Herpangina is caused by a virus known as the "Coxsackie virus", because it
was first found in patients in the town of Coxsackie in eastern New York.
(There are actually many different types of Coxsackie virus which cause
several different diseases; herpangina is caused by only one or two of these
"serotypes".) The virus is classified as an "enterovirus", which means
that it is most often found in the gastrointestinal tract, and although
enteroviruses are commonly responsible for
flu"), they can cause many other diseases as well, including
fever without other
symptoms. There are tests to see if you are infected with the virus,
but they rely on the immunity you develop to the virus and so take
several weeks to run, and these tests are available mainly in
The herpangina virus can be spread by saliva and mouth-to-mouth
contact, as well as by contact with an infected person's stools. It
usually takes 3-6 days after exposure to become infected. We tend to see
more cases of herpangina in the summer; the rise in herpangina cases
we see each summer seems to be related to the weather.
Typically a person with herpangina has a fever and a very sore throat, and possibly a sore mouth as well. If you look inside the mouth, you will most likely see a very red throat at the back and a very red area at the back of the roof of the mouth, with several small (1-2 mm in diameter) blisters that look just like canker sores. This is a picture of a true canker sore (more properly, an aphthous ulcer); note that the entire sore is raised a bit and that the red rim is slightly raised even above the surface of the ulcer.
The lesions of herpangina are caused by the virus, unlike true canker
sores. However they behave just like canker sores: they hurt a great
deal, especially when you try to eat or drink anything that is salty,
spicy, or acid (like orange juice or lemonade). Milk seems to be fairly
soothing for some patients. Often a child with herpangina will be able
to drink without discomfort but can't eat solid foods because of pain
(from salt or acid in the food, or just because the solid or
partially-chewed food scrapes against the sores).
In more severe infections, there are more sores in the mouth -- inside the
lips and on the inside of the cheeks, as well as in the throat. We can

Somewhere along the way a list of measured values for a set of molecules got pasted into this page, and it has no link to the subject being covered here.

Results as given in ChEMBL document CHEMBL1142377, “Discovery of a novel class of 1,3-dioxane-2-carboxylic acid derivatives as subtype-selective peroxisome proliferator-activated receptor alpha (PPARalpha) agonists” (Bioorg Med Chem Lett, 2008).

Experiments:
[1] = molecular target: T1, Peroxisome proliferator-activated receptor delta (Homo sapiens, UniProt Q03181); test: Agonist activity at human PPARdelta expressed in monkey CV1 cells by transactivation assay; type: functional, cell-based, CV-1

also see blisters around the outside of the mouth, and in the full-blown
infection we find painful blisters on the palms and on the soles of the
feet (hence the name "hand, foot, and mouth disease).
The pain and fever will make you quite uncomfortable while you have the
sores. The biggest problem with herpangina, though, is that the pain
may make it difficult for you to drink enough to avoid becoming
(Unlike stomach flu,
you become dehydrated with herpangina because it hurts so much to drink.)
I have seen people with herpangina (including a fellow former resident
doctor) who needed IV fluids because they couldn't drink enough. Although
you get dehydrated in a different way, though, the
dehydration are the same, and you should watch for these.
Unfortunately, since it is caused by a virus, there is no medicine that will make the infection itself go away -- you have to wait for your body's immune system to get rid of the virus. In some cases, however, there are medicines we can give to soothe the pain. Acetaminophen, ibuprofen, and other over-the-counter pain medicines can be helpful. There are also some prescription medicines that can be swished around the mouth to help soothe the pain enough for you to drink and maybe even to eat. (There are particular combinations of medicines that I and other doctors I know use on ordinary canker sores that also seems to help a lot with herpangina pain. You need to ask your doctor about these medications, as they may be harmful if used improperly. If you are a physician, I will be happy to give you the details by E-mail.)